November is National Homeless Youth Awareness month. According to The Covenant House, there are over 2 million homeless youth in the United States of America alone. Studies show that young people are especially at risk for homelessness, as 40 percent of our country’s homeless population are under 18 years old. The LGBT community is even more at risk of becoming homeless than any other demographic. According to The University of Chicago, there is up to 120 percent greater risk of being homeless for queer people. Transgender people are often discriminated when trying to found housing and will be turned away, leaving them homeless. Studies by The National Center for Transgender Equality report one in five trans folk will be denied. People of color, such as black people or hispanic people, also face a higher risk of homelessness. Surprisingly, the risk of homelessness between rural and urban areas are the same.

Homelessness can come in several different forms. For some being homeless is living on the streets and for others it is couch surfing at their friends’ houses. There are several reasons for youth homelessness, from not being able to afford and support living on their own, to abuse from their caretakers, to living in unsafe foster homes. Another reason, often for queer people, is coming out to their families only to be kicked out or live in an extremely abusive and toxic environment.

A person, let alone a child, faces homelessness deals with many dangers. The focus now is survival — how can I get through the day? How can I eat today? Where will I sleep tonight? — rather than spending energy on improvement, goals, relationships and leisure. Homelessness also puts people in greater danger of sex trafficking, food insecurity and a lack of healthcare for physical and mental wellness. Furthermore, when LGBT people are seeking shelters, they are often forced to stay in ones that do not accommodate their community’s needs.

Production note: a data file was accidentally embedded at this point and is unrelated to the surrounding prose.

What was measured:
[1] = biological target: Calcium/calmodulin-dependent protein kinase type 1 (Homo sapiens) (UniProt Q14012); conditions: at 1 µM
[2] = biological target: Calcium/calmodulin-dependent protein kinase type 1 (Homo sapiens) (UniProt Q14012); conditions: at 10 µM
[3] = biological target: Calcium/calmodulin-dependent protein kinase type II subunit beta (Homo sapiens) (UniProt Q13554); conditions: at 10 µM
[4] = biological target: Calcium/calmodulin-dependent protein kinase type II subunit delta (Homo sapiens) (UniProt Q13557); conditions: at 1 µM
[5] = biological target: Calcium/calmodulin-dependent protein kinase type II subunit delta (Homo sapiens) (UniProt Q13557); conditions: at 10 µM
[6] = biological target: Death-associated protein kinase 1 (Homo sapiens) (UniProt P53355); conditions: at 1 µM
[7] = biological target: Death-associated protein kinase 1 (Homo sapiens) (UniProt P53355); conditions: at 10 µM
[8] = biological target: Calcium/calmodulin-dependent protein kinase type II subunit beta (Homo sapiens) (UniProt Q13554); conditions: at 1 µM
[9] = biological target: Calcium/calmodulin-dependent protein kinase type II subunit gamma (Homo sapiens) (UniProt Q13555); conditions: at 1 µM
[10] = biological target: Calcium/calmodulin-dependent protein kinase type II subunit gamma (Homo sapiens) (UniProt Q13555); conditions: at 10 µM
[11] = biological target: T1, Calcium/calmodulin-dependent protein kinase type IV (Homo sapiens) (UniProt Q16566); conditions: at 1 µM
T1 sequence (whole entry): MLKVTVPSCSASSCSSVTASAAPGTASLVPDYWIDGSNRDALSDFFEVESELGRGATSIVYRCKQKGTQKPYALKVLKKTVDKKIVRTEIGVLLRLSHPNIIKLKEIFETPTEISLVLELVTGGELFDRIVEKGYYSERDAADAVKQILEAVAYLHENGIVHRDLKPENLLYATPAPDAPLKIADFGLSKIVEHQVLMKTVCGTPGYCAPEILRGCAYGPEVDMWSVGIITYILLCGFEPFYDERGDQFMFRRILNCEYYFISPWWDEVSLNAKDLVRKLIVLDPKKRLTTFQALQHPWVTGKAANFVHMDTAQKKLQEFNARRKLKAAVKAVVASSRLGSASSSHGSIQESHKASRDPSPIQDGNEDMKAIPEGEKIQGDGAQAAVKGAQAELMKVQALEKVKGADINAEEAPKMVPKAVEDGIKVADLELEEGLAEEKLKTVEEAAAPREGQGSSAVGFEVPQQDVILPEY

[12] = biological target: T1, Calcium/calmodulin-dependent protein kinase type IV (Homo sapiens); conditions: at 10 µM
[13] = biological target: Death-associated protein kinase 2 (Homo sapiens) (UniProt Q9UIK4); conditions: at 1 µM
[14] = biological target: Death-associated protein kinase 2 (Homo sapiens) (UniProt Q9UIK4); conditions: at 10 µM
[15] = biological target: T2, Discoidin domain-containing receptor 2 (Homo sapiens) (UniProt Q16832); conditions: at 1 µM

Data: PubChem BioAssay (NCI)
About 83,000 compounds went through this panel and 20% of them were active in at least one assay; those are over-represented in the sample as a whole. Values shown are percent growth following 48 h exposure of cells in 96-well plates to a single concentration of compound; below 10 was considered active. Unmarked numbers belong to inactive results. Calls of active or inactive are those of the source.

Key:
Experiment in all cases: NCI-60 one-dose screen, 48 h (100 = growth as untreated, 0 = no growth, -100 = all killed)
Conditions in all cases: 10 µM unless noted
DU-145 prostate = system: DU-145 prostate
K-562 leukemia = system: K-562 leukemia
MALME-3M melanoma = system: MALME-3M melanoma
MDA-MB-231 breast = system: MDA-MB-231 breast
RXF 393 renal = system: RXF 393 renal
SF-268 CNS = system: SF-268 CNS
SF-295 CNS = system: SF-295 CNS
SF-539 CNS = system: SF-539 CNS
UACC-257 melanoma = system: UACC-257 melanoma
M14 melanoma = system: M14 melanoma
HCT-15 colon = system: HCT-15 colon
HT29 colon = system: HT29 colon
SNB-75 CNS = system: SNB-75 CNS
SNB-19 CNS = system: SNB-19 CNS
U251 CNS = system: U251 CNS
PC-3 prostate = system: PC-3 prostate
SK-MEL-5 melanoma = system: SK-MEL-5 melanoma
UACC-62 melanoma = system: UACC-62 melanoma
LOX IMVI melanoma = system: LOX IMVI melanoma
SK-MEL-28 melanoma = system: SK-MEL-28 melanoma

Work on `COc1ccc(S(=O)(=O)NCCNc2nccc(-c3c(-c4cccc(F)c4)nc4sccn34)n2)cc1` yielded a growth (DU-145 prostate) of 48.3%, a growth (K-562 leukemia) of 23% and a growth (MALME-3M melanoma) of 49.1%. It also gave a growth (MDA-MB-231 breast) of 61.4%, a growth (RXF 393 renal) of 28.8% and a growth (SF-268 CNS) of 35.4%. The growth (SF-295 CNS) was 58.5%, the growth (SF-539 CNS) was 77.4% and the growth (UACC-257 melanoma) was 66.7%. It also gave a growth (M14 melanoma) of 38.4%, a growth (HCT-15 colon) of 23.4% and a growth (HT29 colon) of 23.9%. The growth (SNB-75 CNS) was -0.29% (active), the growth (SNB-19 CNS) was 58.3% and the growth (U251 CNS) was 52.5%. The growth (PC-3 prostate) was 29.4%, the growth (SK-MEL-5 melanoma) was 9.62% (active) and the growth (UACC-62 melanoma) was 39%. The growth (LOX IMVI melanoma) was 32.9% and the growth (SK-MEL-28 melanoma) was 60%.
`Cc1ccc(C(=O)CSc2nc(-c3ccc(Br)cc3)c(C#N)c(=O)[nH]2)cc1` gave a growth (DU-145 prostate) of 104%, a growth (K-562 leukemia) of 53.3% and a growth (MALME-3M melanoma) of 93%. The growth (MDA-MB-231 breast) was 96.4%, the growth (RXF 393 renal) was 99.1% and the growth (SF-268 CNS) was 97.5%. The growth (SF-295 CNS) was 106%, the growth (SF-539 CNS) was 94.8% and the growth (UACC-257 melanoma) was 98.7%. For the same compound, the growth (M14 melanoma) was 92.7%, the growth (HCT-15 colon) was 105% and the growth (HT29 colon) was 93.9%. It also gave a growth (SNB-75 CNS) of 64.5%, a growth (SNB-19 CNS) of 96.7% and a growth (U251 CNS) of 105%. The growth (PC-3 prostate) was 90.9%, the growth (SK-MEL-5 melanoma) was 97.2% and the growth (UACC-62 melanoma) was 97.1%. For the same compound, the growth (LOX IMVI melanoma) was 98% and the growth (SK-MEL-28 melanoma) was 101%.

There is a shocking number of homeless, queer youth in the United States. This is a very serious issue often overlooked, but there are ways to help the homeless queer of America. The most basic and essential way is to understand and accept the LGBT community. Stop tolerating hate and ignorance, create safe spaces for queer people, and stand up for them and their rights. Another great option is to donate to local shelters near you. This can be anything from food to clothing to money. A few great LGBT-inclusive shelters to check out are The Covenant House, The Ali Forney Center and Columbus based Kaleidoscope. Finally, a more hands-on approach to helping is to donate your time and physical energy volunteering at these shelters.

Have questions? We have answers! Send your questions via email to lgbt@ohio.edu or oulgbtcenter@gmail.com; via Tumblr at oulgbtcenter; via Twitter @oulgbtcenter with the hashtag #qaqueer; or post/message to Facebook oulgbtcenter. So bring it on, do it to it and query a queer.

Destiniee Jaram is a sophomore studying journalism at Ohio University and is the Query a Queer writer for Ohio University’s LGBT Center.

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